Booking celebrities or influencers is often seen as a golden ticket to business success. Though celebrity and influencer marketing can certainly help push a brand to new levels of achievement, many smaller brands have experienced major setbacks when their celebrity marketing campaigns haven’t yielded the expected results. We here at Booking Agent Info recently sat down to talk with Evan Morgenstein, who owns four companies in the celebrity and influencer marketing industry. Morgenstein shares some profound insights into how startups and small to medium-sized companies can best position themselves to truly take advantage of the influence that celebrities offer.
Who is Evan Morgenstein?
Morgenstein is a serial entrepreneur who currently owns four companies in the celebrity, influencer, and marketing space: CelebExperts, Celebrity Speakers Bureau, The Digital Renegades/The Food Renegades, and the Celebrity Chef Network. Through these companies, Morgenstein and his team focus on booking celebrity talent. With his agency Digital Renegades/The Food Renegades he represents talent exclusively. Through his other agency Celeb Experts, he works as a middle agent to offer his services to corporations and businesses that want to hire other people’s talent.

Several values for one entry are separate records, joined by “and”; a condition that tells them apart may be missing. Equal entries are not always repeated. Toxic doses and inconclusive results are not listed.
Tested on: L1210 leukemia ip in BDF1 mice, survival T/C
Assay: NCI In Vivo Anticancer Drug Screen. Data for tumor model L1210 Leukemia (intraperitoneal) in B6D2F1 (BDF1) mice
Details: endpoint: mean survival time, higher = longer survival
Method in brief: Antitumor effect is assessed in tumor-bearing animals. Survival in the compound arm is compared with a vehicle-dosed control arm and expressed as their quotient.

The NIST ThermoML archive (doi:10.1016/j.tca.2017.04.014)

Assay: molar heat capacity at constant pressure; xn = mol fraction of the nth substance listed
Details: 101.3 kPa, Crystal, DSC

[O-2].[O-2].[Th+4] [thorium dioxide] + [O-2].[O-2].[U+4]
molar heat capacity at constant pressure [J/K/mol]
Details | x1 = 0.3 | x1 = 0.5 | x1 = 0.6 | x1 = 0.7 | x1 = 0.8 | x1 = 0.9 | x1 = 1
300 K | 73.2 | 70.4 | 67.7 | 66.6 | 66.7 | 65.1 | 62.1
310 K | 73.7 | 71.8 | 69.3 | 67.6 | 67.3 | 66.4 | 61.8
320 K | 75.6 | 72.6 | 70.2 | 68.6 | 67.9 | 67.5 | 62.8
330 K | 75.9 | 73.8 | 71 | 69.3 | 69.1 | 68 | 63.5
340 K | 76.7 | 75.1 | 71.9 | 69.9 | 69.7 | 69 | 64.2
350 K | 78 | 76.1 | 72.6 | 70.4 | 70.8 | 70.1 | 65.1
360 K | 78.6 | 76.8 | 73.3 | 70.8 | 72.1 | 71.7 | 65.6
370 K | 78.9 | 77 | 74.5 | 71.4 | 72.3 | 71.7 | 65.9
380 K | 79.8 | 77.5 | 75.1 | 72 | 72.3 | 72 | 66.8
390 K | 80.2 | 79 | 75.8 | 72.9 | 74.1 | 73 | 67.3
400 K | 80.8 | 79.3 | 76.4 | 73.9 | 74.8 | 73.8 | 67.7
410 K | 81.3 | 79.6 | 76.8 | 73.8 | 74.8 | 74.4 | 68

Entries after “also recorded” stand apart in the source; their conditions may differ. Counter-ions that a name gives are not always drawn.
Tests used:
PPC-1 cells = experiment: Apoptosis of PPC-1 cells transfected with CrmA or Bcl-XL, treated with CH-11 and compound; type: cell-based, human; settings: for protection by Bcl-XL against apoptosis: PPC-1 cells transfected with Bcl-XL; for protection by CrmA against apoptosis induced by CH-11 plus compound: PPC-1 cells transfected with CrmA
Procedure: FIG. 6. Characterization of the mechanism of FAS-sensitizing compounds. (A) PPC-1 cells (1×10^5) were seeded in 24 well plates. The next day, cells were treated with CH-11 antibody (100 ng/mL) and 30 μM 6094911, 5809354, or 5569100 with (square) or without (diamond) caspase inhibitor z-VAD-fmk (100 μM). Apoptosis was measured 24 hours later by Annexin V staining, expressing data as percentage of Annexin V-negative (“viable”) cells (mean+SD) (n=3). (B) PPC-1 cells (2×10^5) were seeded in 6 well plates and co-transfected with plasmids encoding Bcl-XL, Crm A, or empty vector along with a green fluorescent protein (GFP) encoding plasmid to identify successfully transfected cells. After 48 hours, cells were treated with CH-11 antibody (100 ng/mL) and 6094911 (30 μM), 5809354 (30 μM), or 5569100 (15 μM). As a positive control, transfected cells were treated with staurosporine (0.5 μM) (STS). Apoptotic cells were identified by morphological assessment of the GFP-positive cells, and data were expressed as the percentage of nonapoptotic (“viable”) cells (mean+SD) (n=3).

The clients he represents exclusively include Jen Selter and Perez Hilton as well as some of the biggest creators on social media in the food space, nutrition, and others. From individual social media posts to negotiating equity in a company as part of a celebrity marketing contract, Morgenstein has a wealth of experience in the world of celebrity marketing and booking.
Morgenstein’s Advice for Contacting a Celebrity Representative
So let’s start from the beginning. Let’s say that you are the owner of a brand and are looking to work with a major celebrity like Jen Selter or Perez Hilton. What are your first steps? Once you have decided to contact a talent agency or a celebrity representative what exactly should be in that initial email that you send?
When it comes to buying celebrity and influencer talent, Morgenstein says that you should never start the conversation by asking the agent or manager you are able to get in contact with the final price tag. Morgenstein says:
Never say these following words: How much? If you say the words “how much”, then everybody knows you’re like a bird in a nest and mom’s gone away, and you’re going to get eaten by a squirrel or something. So never ask how much because that’s the worst way to buy talent because everybody knows you don’t know. And when you don’t know, they’re going to make it up. And when they make it up, you know, you’re going to spend way too much money, and it’s not going to work.